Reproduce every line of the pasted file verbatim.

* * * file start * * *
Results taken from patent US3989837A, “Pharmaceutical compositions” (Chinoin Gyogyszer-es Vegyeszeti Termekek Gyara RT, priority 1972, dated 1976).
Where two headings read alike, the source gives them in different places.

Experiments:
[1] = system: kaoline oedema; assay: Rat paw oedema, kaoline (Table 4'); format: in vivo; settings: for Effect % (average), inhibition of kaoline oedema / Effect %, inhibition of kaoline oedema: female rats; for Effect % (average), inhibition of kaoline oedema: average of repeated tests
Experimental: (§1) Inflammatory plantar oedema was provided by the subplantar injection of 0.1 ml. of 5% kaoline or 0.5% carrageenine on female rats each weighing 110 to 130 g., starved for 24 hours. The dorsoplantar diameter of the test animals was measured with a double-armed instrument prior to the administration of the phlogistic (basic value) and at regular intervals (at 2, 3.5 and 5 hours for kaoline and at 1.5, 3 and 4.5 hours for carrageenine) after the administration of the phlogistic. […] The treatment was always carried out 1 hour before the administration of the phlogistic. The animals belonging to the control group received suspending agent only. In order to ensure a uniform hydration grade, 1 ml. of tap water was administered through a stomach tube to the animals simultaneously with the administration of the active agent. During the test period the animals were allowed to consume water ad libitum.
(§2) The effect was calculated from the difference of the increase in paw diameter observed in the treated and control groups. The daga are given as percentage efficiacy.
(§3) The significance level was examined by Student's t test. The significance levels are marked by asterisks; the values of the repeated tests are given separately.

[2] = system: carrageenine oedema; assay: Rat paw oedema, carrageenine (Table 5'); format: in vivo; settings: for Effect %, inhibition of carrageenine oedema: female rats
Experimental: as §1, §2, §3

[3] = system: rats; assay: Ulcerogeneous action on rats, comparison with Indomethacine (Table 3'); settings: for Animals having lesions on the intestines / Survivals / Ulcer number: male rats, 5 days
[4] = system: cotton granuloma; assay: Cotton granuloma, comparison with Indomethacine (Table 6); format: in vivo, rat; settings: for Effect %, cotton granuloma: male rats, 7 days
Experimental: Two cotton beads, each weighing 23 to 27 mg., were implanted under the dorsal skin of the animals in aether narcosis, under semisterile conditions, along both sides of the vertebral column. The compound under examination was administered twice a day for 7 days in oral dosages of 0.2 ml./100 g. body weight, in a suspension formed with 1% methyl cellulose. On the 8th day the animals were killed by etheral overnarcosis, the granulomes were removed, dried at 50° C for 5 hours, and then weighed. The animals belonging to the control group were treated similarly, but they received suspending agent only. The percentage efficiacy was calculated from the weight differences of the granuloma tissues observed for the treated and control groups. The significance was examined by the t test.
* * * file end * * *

Results taken from patent US3989837A, “Pharmaceutical compositions” (Chinoin Gyogyszer-es Vegyeszeti Termekek Gyara RT, priority 1972, dated 1976).
Where two headings read alike, the source gives them in different places.

Experiments:
[1] = system: kaoline oedema; assay: Rat paw oedema, kaoline (Table 4'); format: in vivo; settings: for Effect % (average), inhibition of kaoline oedema / Effect %, inhibition of kaoline oedema: female rats; for Effect % (average), inhibition of kaoline oedema: average of repeated tests
Experimental: (§1) Inflammatory plantar oedema was provided by the subplantar injection of 0.1 ml. of 5% kaoline or 0.5% carrageenine on female rats each weighing 110 to 130 g., starved for 24 hours. The dorsoplantar diameter of the test animals was measured with a double-armed instrument prior to the administration of the phlogistic (basic value) and at regular intervals (at 2, 3.5 and 5 hours for kaoline and at 1.5, 3 and 4.5 hours for carrageenine) after the administration of the phlogistic. […] The treatment was always carried out 1 hour before the administration of the phlogistic. The animals belonging to the control group received suspending agent only. In order to ensure a uniform hydration grade, 1 ml. of tap water was administered through a stomach tube to the animals simultaneously with the administration of the active agent. During the test period the animals were allowed to consume water ad libitum.
(§2) The effect was calculated from the difference of the increase in paw diameter observed in the treated and control groups. The daga are given as percentage efficiacy.
(§3) The significance level was examined by Student's t test. The significance levels are marked by asterisks; the values of the repeated tests are given separately.

[2] = system: carrageenine oedema; assay: Rat paw oedema, carrageenine (Table 5'); format: in vivo; settings: for Effect %, inhibition of carrageenine oedema: female rats
Experimental: as §1, §2, §3

[3] = system: rats; assay: Ulcerogeneous action on rats, comparison with Indomethacine (Table 3'); settings: for Animals having lesions on the intestines / Survivals / Ulcer number: male rats, 5 days
[4] = system: cotton granuloma; assay: Cotton granuloma, comparison with Indomethacine (Table 6); format: in vivo, rat; settings: for Effect %, cotton granuloma: male rats, 7 days
Experimental: Two cotton beads, each weighing 23 to 27 mg., were implanted under the dorsal skin of the animals in aether narcosis, under semisterile conditions, along both sides of the vertebral column. The compound under examination was administered twice a day for 7 days in oral dosages of 0.2 ml./100 g. body weight, in a suspension formed with 1% methyl cellulose. On the 8th day the animals were killed by etheral overnarcosis, the granulomes were removed, dried at 50° C for 5 hours, and then weighed. The animals belonging to the control group were treated similarly, but they received suspending agent only. The percentage efficiacy was calculated from the weight differences of the granuloma tissues observed for the treated and control groups. The significance was examined by the t test.